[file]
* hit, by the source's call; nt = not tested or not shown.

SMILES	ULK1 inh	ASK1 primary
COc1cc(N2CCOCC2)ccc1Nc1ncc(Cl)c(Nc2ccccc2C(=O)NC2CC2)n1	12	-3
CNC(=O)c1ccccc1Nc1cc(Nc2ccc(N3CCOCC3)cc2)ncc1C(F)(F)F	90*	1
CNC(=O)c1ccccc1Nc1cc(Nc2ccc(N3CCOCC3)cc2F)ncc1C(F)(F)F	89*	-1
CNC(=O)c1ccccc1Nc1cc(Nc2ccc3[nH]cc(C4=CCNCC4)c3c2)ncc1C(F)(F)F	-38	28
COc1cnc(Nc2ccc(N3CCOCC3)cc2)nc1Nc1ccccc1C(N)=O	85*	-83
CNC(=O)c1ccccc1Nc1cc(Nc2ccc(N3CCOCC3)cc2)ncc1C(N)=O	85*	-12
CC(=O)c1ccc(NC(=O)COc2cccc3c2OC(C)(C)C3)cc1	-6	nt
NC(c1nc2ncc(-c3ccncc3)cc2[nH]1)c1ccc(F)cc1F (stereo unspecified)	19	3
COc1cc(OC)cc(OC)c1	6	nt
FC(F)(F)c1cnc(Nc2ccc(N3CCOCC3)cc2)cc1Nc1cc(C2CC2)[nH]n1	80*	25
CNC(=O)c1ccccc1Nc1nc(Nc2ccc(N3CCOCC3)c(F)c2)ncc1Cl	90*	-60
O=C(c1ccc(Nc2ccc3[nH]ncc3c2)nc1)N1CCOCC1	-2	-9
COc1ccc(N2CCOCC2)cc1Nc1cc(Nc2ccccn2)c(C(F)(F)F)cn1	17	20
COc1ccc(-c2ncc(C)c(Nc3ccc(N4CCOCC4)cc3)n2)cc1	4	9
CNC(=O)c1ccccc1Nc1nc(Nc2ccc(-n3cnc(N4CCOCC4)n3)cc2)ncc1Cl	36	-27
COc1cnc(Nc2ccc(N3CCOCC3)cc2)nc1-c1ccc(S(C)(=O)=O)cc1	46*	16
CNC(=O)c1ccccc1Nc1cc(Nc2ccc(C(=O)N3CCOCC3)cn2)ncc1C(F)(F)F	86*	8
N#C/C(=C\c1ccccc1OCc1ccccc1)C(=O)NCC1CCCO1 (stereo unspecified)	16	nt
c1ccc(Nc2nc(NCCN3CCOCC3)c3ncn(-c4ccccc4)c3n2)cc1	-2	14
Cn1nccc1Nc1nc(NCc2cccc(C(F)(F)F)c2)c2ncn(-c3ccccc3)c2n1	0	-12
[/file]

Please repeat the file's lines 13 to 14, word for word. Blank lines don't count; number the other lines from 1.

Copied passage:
CNC(=O)c1ccccc1Nc1nc(Nc2ccc(N3CCOCC3)c(F)c2)ncc1Cl	90*	-60
O=C(c1ccc(Nc2ccc3[nH]ncc3c2)nc1)N1CCOCC1	-2	-9